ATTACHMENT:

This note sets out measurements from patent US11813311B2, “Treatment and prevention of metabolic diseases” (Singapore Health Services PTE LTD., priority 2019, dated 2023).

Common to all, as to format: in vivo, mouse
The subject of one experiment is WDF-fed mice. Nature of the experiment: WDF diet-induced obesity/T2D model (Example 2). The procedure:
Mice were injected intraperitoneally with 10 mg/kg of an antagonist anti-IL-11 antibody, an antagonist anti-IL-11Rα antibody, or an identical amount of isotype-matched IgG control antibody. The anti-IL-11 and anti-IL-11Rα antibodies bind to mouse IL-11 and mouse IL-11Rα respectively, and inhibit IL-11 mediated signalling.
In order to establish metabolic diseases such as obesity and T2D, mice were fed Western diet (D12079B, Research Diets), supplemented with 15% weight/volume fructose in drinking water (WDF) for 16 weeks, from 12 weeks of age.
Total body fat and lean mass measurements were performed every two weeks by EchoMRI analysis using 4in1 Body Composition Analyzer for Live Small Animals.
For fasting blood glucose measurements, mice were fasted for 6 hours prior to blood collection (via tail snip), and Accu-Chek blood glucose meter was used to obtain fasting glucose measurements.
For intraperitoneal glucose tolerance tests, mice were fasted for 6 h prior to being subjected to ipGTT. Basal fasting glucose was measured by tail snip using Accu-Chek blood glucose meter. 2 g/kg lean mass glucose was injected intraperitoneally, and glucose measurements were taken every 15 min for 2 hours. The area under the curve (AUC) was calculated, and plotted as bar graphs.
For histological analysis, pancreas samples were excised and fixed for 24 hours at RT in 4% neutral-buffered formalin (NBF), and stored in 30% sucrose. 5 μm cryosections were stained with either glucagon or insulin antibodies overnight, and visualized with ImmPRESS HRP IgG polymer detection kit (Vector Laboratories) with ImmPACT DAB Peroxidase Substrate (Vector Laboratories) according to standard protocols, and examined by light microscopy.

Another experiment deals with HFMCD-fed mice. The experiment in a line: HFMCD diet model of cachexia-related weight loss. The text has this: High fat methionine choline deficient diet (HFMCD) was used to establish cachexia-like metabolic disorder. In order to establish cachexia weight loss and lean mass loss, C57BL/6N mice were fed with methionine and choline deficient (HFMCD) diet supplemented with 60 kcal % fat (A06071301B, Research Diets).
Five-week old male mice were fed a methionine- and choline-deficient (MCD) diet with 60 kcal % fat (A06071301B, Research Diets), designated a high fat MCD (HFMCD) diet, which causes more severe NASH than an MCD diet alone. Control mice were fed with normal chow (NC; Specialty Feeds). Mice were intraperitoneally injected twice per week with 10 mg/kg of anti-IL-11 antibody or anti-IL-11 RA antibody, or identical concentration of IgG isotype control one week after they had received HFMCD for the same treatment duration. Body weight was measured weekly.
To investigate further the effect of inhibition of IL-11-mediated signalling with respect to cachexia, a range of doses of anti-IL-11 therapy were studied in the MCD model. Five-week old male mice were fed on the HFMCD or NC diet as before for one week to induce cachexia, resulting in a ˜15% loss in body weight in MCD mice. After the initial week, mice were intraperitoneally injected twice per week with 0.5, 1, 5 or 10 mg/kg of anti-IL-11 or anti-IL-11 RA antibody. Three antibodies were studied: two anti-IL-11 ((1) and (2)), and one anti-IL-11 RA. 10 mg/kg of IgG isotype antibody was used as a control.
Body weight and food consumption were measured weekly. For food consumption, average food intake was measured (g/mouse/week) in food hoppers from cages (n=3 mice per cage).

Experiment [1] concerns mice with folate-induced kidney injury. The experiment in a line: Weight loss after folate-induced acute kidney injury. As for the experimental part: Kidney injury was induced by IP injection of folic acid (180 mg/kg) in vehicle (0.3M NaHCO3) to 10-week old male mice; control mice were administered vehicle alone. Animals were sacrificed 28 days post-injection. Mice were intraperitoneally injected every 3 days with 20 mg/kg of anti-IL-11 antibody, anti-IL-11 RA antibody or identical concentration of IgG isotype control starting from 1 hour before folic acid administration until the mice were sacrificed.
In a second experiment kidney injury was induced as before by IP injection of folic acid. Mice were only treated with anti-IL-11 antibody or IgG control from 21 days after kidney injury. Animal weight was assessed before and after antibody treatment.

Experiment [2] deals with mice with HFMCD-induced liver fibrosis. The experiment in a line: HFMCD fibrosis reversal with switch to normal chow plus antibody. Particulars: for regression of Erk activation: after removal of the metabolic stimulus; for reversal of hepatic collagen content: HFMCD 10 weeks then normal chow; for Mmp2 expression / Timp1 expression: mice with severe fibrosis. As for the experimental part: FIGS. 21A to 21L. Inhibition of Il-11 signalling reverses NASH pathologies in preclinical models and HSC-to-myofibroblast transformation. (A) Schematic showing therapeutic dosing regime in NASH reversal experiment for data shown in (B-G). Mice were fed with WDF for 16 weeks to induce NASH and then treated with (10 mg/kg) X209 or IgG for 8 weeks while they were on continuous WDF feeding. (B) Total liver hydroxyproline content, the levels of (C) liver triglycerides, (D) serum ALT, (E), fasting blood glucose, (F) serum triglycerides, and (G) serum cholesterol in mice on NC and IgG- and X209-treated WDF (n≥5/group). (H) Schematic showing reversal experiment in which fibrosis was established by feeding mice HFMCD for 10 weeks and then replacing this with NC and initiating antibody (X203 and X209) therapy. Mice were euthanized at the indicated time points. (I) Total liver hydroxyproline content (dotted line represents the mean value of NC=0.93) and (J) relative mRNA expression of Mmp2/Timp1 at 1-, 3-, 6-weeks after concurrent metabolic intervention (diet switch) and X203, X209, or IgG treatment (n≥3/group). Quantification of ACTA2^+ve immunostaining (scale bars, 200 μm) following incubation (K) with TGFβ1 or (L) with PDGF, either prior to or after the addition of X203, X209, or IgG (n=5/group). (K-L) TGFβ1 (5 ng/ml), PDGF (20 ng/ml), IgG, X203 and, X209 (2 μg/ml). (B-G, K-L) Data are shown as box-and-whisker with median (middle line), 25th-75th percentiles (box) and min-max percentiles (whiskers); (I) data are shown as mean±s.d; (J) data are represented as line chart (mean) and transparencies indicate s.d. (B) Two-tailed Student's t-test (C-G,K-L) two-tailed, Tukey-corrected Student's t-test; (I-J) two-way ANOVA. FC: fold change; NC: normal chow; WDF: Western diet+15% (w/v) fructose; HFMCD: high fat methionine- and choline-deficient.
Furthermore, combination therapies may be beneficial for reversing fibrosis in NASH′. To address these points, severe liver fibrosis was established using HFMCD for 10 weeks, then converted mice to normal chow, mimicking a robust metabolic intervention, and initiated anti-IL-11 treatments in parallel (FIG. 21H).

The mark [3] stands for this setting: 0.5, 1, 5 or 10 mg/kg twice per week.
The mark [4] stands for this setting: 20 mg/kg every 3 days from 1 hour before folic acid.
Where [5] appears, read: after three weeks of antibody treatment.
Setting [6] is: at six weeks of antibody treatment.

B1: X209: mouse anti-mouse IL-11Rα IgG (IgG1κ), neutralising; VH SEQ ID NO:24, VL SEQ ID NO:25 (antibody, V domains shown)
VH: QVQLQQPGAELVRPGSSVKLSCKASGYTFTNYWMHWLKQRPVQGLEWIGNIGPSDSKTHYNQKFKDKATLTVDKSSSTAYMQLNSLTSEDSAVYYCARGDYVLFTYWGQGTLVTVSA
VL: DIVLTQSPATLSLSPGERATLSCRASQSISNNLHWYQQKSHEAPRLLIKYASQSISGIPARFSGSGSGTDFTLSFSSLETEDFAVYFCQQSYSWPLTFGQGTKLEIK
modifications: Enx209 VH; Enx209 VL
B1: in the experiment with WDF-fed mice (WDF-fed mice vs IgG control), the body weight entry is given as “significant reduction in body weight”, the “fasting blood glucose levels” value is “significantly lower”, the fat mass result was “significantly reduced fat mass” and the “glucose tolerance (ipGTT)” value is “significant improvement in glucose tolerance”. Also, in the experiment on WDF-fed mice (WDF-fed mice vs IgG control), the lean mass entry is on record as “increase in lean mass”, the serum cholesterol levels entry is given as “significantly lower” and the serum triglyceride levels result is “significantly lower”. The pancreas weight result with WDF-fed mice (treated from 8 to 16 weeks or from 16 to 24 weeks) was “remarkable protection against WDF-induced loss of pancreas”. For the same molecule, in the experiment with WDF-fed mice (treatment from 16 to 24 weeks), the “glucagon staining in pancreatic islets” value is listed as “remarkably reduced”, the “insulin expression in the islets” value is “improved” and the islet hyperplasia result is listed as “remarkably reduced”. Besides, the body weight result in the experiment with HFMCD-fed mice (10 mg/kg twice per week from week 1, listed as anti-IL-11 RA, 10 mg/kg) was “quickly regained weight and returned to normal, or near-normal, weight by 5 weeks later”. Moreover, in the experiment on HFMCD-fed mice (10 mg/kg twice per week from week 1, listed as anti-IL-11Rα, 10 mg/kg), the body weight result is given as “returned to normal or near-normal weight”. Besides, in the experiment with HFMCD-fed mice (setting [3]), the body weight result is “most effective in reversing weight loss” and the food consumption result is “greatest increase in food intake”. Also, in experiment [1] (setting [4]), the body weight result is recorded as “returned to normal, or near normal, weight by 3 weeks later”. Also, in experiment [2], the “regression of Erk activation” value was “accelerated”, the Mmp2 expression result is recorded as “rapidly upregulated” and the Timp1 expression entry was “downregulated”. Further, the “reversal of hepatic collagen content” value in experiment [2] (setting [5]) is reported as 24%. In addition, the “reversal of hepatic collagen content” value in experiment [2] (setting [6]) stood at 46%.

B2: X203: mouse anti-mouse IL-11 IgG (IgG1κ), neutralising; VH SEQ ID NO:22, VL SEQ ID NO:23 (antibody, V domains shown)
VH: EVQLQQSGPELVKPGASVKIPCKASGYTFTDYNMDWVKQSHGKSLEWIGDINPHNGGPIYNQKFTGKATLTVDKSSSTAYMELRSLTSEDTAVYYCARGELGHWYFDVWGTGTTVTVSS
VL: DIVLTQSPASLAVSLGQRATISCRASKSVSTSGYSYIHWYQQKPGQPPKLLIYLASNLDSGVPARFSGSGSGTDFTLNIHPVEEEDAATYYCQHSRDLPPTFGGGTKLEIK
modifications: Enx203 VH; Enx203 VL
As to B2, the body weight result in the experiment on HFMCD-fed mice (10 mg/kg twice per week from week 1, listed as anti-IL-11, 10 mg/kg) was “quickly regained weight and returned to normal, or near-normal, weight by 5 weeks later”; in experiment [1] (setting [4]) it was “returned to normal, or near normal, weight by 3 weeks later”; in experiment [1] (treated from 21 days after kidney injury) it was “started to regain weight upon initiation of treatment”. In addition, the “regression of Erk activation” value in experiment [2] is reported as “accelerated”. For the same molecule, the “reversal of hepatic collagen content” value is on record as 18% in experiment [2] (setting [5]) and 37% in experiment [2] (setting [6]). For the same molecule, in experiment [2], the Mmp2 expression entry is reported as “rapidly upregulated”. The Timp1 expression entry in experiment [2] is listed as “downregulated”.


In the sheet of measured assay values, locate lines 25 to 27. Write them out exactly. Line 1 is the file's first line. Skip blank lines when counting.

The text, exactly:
modifications: Enx209 VH; Enx209 VL
B1: in the experiment with WDF-fed mice (WDF-fed mice vs IgG control), the body weight entry is given as “significant reduction in body weight”, the “fasting blood glucose levels” value is “significantly lower”, the fat mass result was “significantly reduced fat mass” and the “glucose tolerance (ipGTT)” value is “significant improvement in glucose tolerance”. Also, in the experiment on WDF-fed mice (WDF-fed mice vs IgG control), the lean mass entry is on record as “increase in lean mass”, the serum cholesterol levels entry is given as “significantly lower” and the serum triglyceride levels result is “significantly lower”. The pancreas weight result with WDF-fed mice (treated from 8 to 16 weeks or from 16 to 24 weeks) was “remarkable protection against WDF-induced loss of pancreas”. For the same molecule, in the experiment with WDF-fed mice (treatment from 16 to 24 weeks), the “glucagon staining in pancreatic islets” value is listed as “remarkably reduced”, the “insulin expression in the islets” value is “improved” and the islet hyperplasia result is listed as “remarkably reduced”. Besides, the body weight result in the experiment with HFMCD-fed mice (10 mg/kg twice per week from week 1, listed as anti-IL-11 RA, 10 mg/kg) was “quickly regained weight and returned to normal, or near-normal, weight by 5 weeks later”. Moreover, in the experiment on HFMCD-fed mice (10 mg/kg twice per week from week 1, listed as anti-IL-11Rα, 10 mg/kg), the body weight result is given as “returned to normal or near-normal weight”. Besides, in the experiment with HFMCD-fed mice (setting [3]), the body weight result is “most effective in reversing weight loss” and the food consumption result is “greatest increase in food intake”. Also, in experiment [1] (setting [4]), the body weight result is recorded as “returned to normal, or near normal, weight by 3 weeks later”. Also, in experiment [2], the “regression of Erk activation” value was “accelerated”, the Mmp2 expression result is recorded as “rapidly upregulated” and the Timp1 expression entry was “downregulated”. Further, the “reversal of hepatic collagen content” value in experiment [2] (setting [5]) is reported as 24%. In addition, the “reversal of hepatic collagen content” value in experiment [2] (setting [6]) stood at 46%.

B2: X203: mouse anti-mouse IL-11 IgG (IgG1κ), neutralising; VH SEQ ID NO:22, VL SEQ ID NO:23 (antibody, V domains shown)